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  #1  
Old 01-10-2011
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Exclamation replacing standing rigging

I am thinking about replacing STANDING rigging with : "AmSteel-Blue Dyneema SK-78 Single Braid".
Any thoughts?
It has a breaking strength of 2500 lbs more than wire rope which is 2100.
Is this a good or bad idea for a 1974 Cal 21 (trailer boat)?

Any comments appreciated.
Thanks
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Last edited by bonito; 01-10-2011 at 11:54 AM.
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Old 01-10-2011
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do you mean your standing rigging? i am not sure that a Cal21 would have any wire rope running rigging, maybe the halyard but doubtful.

the advantage of the amsteel for standing rigging is that you can usually do the set up yourself and there is less weight aloft. being that it is trailered it might be worth it as it would be easier to deal with when down then wire. UV damage may be an issue. I am sure those more knowledgeable then me will chime in shortly.
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Old 01-10-2011
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Yes standing, coffee hasn't gotten to my brain yet, LOL.

My main problem is how to connect the ends since I can't find any swages that works on rope. I could splice but then I would not be able to use my turn buckles for adjustments.
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Old 01-10-2011
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I wouldn't go with a single braid for running rigging. I wrote a pretty good article on replacing running and standing rigging a while back and would recommend you read it. You can see it here.

If you're talking about replacing your standing rigging with amsteel, then that's a different story. However, you would need to get fittings like Colligo rigging produces for its Dynex Dux rigging, which allows you to tension the standing rigging using lashings and deadeyes.

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Last edited by sailingdog; 01-10-2011 at 11:58 AM.
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Old 01-10-2011
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I looked at and priced it out its really expensive to get the correct fittings the first time you rig a boat compared to replacing you existing SS standing rigging

Other than saving some weight i cant see benefit
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Old 01-10-2011
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I can see the need for the special fittings on a larger boat but think they can be dispensed with on a boat as small as the 21. 1/8" or 3/16" Amsteel can be spliced around a thimble that is small enough to fit through the jaws of a turnbuckle. You may have to replace the upper studs of your turnbuckles with jaw or (better yet) toggle jaw fittings.

I replaced the running backstays and permanent backstay on my boat with 3/16" Amsteel Blue and it worked out great. I did not have the guts to replace the shrouds as well (concerned about possible UV damage, and scared by a comment on a previous thread that all a vandal needs to bring down the rig is a sharp knife. ) I also would not replace the wire forestay with fiber because of the potential for chafe from the jib hanks.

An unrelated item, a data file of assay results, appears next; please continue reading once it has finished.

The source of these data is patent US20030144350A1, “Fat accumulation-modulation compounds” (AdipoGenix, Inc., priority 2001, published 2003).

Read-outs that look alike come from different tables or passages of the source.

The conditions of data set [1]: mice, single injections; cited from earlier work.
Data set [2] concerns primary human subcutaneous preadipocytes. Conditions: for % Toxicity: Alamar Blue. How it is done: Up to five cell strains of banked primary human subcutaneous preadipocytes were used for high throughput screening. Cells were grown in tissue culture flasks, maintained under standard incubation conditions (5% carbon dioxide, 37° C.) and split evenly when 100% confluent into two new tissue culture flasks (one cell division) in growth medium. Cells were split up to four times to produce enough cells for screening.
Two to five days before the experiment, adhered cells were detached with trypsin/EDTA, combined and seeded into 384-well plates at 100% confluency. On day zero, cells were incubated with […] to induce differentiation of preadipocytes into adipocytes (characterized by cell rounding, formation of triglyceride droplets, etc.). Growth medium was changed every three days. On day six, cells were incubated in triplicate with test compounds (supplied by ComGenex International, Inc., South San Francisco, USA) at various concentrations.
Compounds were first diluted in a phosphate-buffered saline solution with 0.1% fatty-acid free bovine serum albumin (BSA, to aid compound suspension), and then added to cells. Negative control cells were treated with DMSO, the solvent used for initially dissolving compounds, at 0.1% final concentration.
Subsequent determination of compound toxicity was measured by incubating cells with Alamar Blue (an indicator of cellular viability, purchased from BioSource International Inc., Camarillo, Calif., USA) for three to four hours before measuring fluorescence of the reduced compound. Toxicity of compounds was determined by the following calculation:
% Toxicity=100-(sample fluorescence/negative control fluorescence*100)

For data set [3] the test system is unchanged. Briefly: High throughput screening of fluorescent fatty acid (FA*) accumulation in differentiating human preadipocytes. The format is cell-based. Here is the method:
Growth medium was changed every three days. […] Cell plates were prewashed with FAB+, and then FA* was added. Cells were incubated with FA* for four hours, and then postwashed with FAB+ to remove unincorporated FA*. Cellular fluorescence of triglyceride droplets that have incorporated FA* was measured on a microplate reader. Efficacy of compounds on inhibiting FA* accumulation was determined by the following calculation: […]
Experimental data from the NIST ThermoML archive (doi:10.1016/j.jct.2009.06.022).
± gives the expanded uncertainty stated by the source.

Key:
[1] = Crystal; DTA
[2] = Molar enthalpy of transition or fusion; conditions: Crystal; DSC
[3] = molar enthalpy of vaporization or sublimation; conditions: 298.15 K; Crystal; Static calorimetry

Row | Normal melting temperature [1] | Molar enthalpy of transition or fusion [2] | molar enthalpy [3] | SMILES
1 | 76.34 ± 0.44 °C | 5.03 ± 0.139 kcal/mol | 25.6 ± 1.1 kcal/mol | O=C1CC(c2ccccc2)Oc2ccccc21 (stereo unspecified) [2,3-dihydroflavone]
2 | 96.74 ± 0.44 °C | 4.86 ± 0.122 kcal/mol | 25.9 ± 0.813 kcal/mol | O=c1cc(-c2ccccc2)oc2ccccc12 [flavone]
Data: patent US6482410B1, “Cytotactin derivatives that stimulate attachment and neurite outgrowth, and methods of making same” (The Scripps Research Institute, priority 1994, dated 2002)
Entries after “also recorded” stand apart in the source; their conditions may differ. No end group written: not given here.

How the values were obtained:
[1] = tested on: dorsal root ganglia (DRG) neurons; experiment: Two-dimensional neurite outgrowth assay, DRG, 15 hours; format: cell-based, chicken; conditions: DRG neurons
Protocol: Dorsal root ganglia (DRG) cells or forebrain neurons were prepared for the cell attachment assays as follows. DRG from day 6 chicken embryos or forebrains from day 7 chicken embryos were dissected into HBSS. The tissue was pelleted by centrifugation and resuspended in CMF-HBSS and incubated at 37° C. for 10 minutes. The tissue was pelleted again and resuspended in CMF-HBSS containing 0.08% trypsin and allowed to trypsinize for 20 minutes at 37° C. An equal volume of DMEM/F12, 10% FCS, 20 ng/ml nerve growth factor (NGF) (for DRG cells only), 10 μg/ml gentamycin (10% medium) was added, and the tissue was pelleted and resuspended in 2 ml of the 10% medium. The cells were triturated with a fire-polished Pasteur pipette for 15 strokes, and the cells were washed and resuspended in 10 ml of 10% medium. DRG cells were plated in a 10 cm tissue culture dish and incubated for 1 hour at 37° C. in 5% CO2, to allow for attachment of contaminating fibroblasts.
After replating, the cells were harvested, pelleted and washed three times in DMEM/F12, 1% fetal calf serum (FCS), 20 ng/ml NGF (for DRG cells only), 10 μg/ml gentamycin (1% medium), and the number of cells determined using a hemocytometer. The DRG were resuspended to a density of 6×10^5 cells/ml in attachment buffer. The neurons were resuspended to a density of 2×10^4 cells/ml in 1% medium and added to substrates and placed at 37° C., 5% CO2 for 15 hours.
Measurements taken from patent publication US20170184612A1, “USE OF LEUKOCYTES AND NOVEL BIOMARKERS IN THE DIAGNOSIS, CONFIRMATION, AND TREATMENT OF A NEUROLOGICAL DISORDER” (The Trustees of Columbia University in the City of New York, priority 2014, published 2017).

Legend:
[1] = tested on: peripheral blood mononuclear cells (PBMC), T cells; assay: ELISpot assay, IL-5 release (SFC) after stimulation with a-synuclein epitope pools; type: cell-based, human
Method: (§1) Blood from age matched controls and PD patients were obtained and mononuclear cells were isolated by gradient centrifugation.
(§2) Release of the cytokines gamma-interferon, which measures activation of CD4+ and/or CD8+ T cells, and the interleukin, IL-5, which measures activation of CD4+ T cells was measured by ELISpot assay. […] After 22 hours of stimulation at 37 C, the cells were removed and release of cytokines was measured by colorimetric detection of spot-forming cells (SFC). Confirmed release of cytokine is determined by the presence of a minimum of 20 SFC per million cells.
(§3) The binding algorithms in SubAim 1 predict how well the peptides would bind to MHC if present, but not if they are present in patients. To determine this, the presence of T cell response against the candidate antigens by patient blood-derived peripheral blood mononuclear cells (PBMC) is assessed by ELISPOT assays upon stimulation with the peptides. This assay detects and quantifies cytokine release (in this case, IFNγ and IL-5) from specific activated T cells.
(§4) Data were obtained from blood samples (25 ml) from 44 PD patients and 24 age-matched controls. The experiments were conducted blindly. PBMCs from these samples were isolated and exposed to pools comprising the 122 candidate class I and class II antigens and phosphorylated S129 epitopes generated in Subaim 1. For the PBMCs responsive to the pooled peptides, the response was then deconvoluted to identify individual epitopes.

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Old 01-10-2011
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While i am not and expert on the material

I have read the instructions and viewed the excellent library of assembly videos

If you want to use it successfully it gets sized for creep NOT strength as a size that looks strong enough will CREEP(stretch)excessively over time

You have to use dead eyes with the correct bend radius and there splicing method or the material will FAIL
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Old 01-10-2011
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This is very important. While Amsteel is very strong, it does have a tendency to creep... and if the line is sized wrong, it will creep.

So is what Tommays said about the bend radius of the lashings.
Quote:
Originally Posted by tommays View Post
If you want to use it successfully it gets sized for creep NOT strength as a size that looks strong enough will CREEP(stretch)excessively over time

You have to use dead eyes with the correct bend radius and there splicing method or the material will FAIL
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You know what the first rule of sailing is? ...Love. You can learn all the math in the 'verse, but you take
a boat to the sea you don't love, she'll shake you off just as sure as the turning of the worlds. Love keeps
her going when she oughta fall down, tells you she's hurting 'fore she keens. Makes her a home.

—Cpt. Mal Reynolds, Serenity (edited)

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Old 01-10-2011
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I am pondering now more with the idea to use the back stay only in synthetic and the rest in good old 1x19 SS standing rigging for the $$ sake (most likely I do all in wire rope again, since going syn rope is way to expensive and with 3 years, not that long lasting at all. I guess if I had the money to burn and would want to save every gram on the boat it would be the way to go.

Many thanks to everyone, I know now what to do and what not to do.
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Old 01-11-2011
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I have a santana 525. I am getting ready to replace all the running rigging on the boat. I am not a racing type. All i am interested in is crusing. So i am looking for a place to buy all the appropriate lines. Anybody know of one?
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